The Future of User Information with Content Delivery - Content delivery - Publication - Overview - Overview - Performance specification

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A new software category is currently being created for the demand-oriented provision of information to users: the "Content Delivery Platform".

Definition of "Content Delivery Platform" according to Prof. Dr. Wolfgang Ziegler from the Institute for Information and Content Management & Applied Science at Karlsruhe University of Applied Sciences:

Content Delivery Platforms offer the web-based provision of modular or aggregated information for access by different target audiences, using content-related search mechanisms

In simple terms, the Content Delivery Platform is a web service that collects content from different creation systems and makes it available to users. The information is searchable, findable and filterable with the help of metadata, so that it is easy for the user to call up helpful situational information, or the information can even be offered proactively.

kothes is intensively involved in the design, population, and the operation of Content Delivery Platforms and is a pioneer in this field. Last but not least, our smart space is an application-specific example of Content Delivery.

Multi-Channel Information

Content Delivery Platforms are designed to provide information to different target systems. Usually, as a default, the platform offers access via a web interface. In most cases, an App is also provided for the use of mobile documentation.

In addition, a Content Delivery Platform is able to provide information to other systems. For example, it is possible to deliver content to software in the sense of a more modern form of online help. Scenarios in which content is delivered in corporate Apps or other online platforms are also possible.

Single Point of Information

Content Delivery Platforms can accept content from different creation systems and offer it to the user via a uniform front-end. Thus the user receives all information from one source and independent of the system in which it was created. This saves time-consuming searching and a switch of system.

Fig. 69: Single Point of Information

Alternatively, it is also possible to link different display systems so that a user can, for example, jump directly from a maintenance description to the appropriate component in the spare parts catalogue.

Fragmented Information

An essential element of content delivery is the targeted provision of information. The user should therefore receive exactly the information that helps him or her to solve their current problem or task. This means that the information is no longer output in the form of entire documents, but in smaller information units, the so-called Topics. A topic contains exactly the information that a user needs to complete a clearly-defined task or meet a clearly-specified need for knowledge – no more and no less. Metadata is used to classify the topics so that it can be seen "from the outside" what kind of information is contained in the topic.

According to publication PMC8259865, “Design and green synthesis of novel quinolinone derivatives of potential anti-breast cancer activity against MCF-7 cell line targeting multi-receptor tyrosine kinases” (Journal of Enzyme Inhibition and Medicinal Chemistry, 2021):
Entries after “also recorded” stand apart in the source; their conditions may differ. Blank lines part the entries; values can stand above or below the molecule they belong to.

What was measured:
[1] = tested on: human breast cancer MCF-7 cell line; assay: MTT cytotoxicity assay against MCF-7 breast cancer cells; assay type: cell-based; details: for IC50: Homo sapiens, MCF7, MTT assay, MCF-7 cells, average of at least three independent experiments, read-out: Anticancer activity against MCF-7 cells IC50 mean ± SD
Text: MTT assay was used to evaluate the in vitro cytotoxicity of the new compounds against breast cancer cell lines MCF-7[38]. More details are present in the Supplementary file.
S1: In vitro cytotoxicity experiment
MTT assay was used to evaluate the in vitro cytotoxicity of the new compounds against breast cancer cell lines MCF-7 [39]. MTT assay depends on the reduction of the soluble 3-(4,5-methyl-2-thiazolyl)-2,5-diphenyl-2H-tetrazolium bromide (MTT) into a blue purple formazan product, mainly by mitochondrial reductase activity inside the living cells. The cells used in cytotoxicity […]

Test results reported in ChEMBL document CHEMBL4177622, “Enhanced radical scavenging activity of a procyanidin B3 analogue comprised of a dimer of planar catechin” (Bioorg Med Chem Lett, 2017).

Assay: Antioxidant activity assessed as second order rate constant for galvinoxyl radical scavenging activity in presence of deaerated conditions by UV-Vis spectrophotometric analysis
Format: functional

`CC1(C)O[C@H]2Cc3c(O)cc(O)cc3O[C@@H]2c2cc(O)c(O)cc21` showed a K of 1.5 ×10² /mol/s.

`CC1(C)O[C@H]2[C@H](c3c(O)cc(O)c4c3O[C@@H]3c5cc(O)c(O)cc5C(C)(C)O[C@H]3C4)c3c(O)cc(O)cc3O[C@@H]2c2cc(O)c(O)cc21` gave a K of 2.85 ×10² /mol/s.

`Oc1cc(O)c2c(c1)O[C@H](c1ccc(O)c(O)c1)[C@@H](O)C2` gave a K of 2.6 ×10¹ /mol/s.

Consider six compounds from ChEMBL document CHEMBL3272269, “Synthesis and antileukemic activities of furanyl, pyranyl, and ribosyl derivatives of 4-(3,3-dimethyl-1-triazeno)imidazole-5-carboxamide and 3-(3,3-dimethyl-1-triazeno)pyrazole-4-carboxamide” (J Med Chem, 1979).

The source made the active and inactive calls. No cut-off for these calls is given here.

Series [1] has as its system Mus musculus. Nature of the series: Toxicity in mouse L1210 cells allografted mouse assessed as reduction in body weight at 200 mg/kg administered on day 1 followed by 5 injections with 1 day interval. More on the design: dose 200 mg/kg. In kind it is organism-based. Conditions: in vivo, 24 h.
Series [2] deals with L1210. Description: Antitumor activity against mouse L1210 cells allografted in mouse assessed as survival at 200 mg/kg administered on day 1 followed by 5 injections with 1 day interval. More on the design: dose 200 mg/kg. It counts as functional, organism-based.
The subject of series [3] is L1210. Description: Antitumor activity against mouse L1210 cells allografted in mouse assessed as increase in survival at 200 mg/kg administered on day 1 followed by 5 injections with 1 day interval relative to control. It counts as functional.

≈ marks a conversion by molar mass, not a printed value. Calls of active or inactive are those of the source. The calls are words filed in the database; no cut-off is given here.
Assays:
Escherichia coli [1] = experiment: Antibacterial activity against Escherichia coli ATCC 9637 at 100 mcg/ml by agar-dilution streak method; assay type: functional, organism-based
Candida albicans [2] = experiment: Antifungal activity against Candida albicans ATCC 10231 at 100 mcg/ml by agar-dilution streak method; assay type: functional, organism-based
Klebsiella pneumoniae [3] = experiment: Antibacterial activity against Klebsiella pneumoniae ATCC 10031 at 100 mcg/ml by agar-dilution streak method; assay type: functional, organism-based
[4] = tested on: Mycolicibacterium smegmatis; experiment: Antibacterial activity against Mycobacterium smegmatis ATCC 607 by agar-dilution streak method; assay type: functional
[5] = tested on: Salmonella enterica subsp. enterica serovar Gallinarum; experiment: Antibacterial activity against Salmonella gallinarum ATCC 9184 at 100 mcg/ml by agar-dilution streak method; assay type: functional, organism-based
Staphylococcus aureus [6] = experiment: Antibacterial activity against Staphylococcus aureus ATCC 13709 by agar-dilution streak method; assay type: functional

The topic orientation allows you to offer exactly the information unit that is required for a search. This would not be possible with a document-oriented approach, because the individual information in the document is not tangible for search mechanisms. In contrast to the full-text search that is often used today, which displays all occurrences of a word in the text as hits, the search for topics based on metadata provides only relevant hits.

The fragmented approach allows the user to find the necessary information much faster than with a document-oriented approach.

Fragmentation also provides the ability to proactively display content based on external parameters such as time of day, weather, product condition or location.

Connected Information

The metadata classes can be used to build relationships between the individual topics. Related links are created automatically and the user is provided with additional helpful information. Connectivity with information in other systems is also possible via classification.

Specific information

Content Delivery reduces a large total amount of data through filtering for a specific application purpose. This also reduces the complexity for the user.

If, for example, such filters are linked to the login, different amounts of information can be displayed depending on qualification, hierarchy or position. The Service Technician then receives different information from the Customer Advisor.

Fig. 70: Filtering of information

Furthermore, filtering (e.g. via a QR code) can reduce the amount of information to a specific customer, a plant part, a specific product or even a component. This saves the user the tedious task of searching for the right document and accelerates the search for relevant content.

Feedback and evaluation

An additional function of Content Delivery is the feedback channel. Thus, important data on topics such as satisfaction, improvement potential and status reports can be collected via direct user feedback.

The statistical evaluation of user behaviour is also a valuable source for deriving improvement potential for the information and the products themselves. The result is a control loop of continuous improvement in which the user is directly involved. This can bring a decisive competitive advantage through targeted further development.